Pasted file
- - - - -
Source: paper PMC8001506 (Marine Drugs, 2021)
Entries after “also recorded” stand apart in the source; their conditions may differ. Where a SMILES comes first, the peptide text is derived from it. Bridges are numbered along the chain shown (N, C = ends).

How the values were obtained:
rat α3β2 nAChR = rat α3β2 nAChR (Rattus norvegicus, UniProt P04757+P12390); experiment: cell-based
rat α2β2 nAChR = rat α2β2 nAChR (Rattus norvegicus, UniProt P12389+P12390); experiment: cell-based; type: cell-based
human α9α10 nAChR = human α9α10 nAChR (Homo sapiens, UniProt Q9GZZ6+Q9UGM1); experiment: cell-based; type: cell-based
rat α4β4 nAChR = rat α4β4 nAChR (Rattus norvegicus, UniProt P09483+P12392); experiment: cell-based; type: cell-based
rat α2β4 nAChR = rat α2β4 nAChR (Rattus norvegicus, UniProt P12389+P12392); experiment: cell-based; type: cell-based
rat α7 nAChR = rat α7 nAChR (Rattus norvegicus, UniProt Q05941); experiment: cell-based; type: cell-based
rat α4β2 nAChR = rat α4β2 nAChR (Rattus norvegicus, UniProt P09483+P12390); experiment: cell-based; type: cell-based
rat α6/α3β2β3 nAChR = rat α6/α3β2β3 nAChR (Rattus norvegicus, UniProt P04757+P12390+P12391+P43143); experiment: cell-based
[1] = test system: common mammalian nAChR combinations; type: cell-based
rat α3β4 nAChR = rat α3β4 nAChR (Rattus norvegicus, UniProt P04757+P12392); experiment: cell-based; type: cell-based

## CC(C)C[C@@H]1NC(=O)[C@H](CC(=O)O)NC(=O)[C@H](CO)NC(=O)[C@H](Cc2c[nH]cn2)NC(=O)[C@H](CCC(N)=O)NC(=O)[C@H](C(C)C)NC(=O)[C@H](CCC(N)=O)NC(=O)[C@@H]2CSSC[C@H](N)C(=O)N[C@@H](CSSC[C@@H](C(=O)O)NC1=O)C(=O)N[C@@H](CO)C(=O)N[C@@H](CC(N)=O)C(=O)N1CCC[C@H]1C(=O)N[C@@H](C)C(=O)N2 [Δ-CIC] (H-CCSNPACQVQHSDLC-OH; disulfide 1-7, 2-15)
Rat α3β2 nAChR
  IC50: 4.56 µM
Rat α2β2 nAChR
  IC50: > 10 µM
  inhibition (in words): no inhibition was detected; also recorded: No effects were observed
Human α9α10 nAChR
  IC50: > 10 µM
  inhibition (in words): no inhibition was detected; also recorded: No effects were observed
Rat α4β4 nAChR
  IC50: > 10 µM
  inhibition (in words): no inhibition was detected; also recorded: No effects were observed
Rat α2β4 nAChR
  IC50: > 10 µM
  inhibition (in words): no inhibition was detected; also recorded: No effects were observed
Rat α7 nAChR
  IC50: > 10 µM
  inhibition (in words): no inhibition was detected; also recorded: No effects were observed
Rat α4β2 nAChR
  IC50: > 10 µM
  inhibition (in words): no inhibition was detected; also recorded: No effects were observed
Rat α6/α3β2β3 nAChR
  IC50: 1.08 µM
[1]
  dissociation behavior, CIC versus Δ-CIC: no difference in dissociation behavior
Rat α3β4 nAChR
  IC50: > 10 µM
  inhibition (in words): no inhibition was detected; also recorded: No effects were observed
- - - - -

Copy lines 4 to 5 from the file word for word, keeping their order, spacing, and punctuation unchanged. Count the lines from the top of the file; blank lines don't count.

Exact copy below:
rat α3β2 nAChR = rat α3β2 nAChR (Rattus norvegicus, UniProt P04757+P12390); experiment: cell-based
rat α2β2 nAChR = rat α2β2 nAChR (Rattus norvegicus, UniProt P12389+P12390); experiment: cell-based; type: cell-based